Cholera is a truly horrifying disease, with severe diarrhea causing death through dehydration, while the patient remains awake and in agony. The disease is carried by fecal bacteria, so it’s virtually unknown in highly developed countries today, because of our sophisticated sewage and drinking water systems.
Back in 1849, Boston had just begun to address its drinking water needs, with the Cochituate aqueduct opening the year before. We had not, however, even begun to deal with our sewage. In most of Boston, raw sewage ran in open gutters down the sides of the street. When the first major cholera epidemic hit Boston in the summer of 1849, hundreds died. There were no antibiotics or IV rehydration to treat victims with. Instead, the city government took a public health approach that was focused on sanitation first.
Please check out the transcript and full show notes at: http://HUBhistory.com/161/ And support the show on Patreon. Boston in the Time of Cholera Boston forms a Board of Health Commissioners in response to the threat of a cholera epidemic in 1832 The Board of Health Commissioners gives terrible advice on how to avoid contracting cholera The 1849 Internal Health Department report on the cholera epidemic Map showing concentrations of cholera infections near Fort Hill, in the North End, and along the South Cove in 1849, highlighted below 1852 map that includes the location of Half Moon Court, detail shown below. 1852 map detail showing location of Half Moon Court1869 map outlining how the city counsel would redraw the street grid to eliminate Half Moon Court and similar alleys. An 1849 editorial in the Boston Medical and Surgical Journal that basically blames Irish immigrants for their own health problems.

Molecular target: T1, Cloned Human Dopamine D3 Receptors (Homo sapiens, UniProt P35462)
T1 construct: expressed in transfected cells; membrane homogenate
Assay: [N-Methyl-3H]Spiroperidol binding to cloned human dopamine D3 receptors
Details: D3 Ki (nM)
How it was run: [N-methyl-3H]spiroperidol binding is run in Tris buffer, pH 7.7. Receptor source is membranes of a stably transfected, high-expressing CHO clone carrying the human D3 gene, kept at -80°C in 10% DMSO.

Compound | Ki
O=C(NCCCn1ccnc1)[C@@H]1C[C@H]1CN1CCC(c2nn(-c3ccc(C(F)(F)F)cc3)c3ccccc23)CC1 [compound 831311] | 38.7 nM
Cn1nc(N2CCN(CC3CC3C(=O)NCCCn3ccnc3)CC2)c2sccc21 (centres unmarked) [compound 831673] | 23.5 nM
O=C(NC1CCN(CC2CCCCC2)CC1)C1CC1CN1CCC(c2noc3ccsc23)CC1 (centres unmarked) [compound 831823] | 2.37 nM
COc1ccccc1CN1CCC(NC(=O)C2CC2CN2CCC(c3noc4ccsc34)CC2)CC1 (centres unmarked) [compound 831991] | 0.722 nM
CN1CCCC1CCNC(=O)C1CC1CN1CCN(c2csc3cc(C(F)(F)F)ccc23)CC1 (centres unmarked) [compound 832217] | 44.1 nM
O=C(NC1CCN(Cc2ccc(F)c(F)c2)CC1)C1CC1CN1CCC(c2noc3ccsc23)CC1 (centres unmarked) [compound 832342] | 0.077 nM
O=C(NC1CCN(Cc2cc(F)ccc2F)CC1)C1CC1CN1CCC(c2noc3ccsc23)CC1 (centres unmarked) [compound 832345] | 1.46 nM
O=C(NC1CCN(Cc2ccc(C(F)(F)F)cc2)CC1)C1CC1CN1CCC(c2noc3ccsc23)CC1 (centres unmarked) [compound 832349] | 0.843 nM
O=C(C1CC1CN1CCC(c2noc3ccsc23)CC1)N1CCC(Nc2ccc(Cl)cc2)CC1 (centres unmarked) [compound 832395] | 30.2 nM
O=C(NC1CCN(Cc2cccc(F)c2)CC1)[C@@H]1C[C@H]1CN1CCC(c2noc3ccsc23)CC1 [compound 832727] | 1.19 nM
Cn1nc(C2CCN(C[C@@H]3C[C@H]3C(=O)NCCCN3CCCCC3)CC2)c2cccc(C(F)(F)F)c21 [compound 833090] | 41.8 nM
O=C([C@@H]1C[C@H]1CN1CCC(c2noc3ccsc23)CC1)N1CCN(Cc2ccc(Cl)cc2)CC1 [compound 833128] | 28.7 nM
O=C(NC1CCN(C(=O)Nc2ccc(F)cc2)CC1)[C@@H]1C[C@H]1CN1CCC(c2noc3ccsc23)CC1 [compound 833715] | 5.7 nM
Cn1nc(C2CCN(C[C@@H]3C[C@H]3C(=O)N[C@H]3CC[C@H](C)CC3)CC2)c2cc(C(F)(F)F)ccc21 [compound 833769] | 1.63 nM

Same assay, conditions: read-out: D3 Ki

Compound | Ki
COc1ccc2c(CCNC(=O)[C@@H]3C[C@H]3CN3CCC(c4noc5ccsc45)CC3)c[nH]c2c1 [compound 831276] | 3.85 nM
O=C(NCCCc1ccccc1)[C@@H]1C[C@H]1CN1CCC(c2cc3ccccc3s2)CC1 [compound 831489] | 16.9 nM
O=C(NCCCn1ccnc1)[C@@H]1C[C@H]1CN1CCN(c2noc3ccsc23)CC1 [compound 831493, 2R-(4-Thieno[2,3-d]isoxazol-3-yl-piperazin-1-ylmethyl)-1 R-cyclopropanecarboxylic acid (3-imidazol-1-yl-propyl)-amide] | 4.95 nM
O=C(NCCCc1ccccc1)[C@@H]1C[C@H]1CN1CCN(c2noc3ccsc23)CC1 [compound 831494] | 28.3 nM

Dr. JH McCollum’s 1892 “Observations on Cholera” in the Boston Medical and Surgical Journal Report on the 1866 outbreak of cholera in Boston Ball, Laura. “Cholera and the Pump on Broad Street: The Life and Legacy of John Snow.” The History Teacher GF Pyle’s “The Diffusion of Cholera in the United States in the Nineteenth Century” Cholera hits Boston in 2011 A summary of how cholera completely decimated Boston, Indiana in 1849 Boston Book Club Public Health in the Town of Boston, 1630-1822 is an extensive study of Boston’s battle against epidemic disease in the years between English colonization and incorporation as a city that was published in 1959 by Dr. John Blake.
We didn’t even know this book existed until recently, but once we discovered it, we realized we had missed out on an important book. I can’t believe that we released two different episodes about the 1721 smallpox epidemic, not to mention the Spanish flu, without consulting this volume. It’s exhaustively researched, tying Boston’s struggles with smallpox, yellow fever, and dysentery to advances in medicine and broader historical themes. Here’s how the Harvard University Press describes the book: In this book, based almost exclusively …Read less